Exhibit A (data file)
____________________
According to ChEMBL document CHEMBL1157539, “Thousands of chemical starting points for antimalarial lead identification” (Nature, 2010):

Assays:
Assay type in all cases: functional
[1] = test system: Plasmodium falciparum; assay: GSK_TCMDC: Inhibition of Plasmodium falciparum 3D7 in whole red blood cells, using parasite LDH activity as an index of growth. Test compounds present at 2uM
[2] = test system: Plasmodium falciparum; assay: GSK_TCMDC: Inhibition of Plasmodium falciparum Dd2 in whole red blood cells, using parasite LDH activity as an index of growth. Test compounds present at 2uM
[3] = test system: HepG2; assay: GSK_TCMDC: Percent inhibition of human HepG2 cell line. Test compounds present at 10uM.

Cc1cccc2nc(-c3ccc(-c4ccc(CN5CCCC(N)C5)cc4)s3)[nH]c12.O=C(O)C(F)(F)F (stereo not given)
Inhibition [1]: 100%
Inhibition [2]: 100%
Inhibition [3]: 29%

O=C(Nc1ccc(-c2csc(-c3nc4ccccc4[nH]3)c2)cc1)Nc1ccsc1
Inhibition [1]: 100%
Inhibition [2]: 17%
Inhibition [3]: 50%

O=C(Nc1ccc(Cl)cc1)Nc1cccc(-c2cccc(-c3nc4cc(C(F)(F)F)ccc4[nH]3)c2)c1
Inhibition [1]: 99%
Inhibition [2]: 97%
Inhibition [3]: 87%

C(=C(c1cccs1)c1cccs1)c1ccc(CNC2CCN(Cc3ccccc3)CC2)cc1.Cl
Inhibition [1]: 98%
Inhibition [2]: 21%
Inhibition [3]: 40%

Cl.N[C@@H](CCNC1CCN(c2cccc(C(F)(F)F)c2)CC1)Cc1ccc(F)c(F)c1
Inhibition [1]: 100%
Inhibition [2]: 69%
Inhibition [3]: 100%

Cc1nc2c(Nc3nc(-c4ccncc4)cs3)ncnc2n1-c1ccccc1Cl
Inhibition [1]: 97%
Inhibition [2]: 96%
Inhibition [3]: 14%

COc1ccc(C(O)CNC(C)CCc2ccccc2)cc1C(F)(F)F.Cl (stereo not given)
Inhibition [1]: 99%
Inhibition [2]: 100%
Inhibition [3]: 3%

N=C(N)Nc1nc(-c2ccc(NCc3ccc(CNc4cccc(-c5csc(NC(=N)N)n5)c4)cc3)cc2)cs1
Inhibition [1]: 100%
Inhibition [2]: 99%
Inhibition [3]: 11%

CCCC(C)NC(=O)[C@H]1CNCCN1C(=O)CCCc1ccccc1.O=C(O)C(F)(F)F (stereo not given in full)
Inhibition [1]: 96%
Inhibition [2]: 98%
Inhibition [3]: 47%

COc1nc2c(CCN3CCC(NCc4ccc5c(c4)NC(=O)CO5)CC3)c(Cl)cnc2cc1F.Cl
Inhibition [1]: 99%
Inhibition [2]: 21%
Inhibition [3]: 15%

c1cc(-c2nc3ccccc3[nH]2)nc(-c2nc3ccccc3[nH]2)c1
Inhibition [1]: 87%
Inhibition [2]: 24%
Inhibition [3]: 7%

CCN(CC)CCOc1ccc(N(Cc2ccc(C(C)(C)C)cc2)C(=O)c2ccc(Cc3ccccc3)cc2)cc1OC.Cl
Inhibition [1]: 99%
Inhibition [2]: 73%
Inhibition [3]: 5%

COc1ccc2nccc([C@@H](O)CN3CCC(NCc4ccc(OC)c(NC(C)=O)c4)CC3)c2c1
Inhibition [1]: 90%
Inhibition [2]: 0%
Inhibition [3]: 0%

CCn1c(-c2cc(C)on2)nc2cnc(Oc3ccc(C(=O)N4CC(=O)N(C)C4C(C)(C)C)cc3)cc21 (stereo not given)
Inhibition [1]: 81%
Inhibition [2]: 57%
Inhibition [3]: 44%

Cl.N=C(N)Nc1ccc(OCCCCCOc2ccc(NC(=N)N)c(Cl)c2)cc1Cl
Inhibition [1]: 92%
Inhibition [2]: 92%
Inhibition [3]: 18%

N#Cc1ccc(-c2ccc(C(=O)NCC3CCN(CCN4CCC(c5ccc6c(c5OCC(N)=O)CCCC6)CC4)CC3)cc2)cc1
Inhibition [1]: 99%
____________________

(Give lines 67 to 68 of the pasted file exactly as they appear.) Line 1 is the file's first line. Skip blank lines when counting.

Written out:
N#Cc1ccc(-c2ccc(C(=O)NCC3CCN(CCN4CCC(c5ccc6c(c5OCC(N)=O)CCCC6)CC4)CC3)cc2)cc1
Inhibition [1]: 99%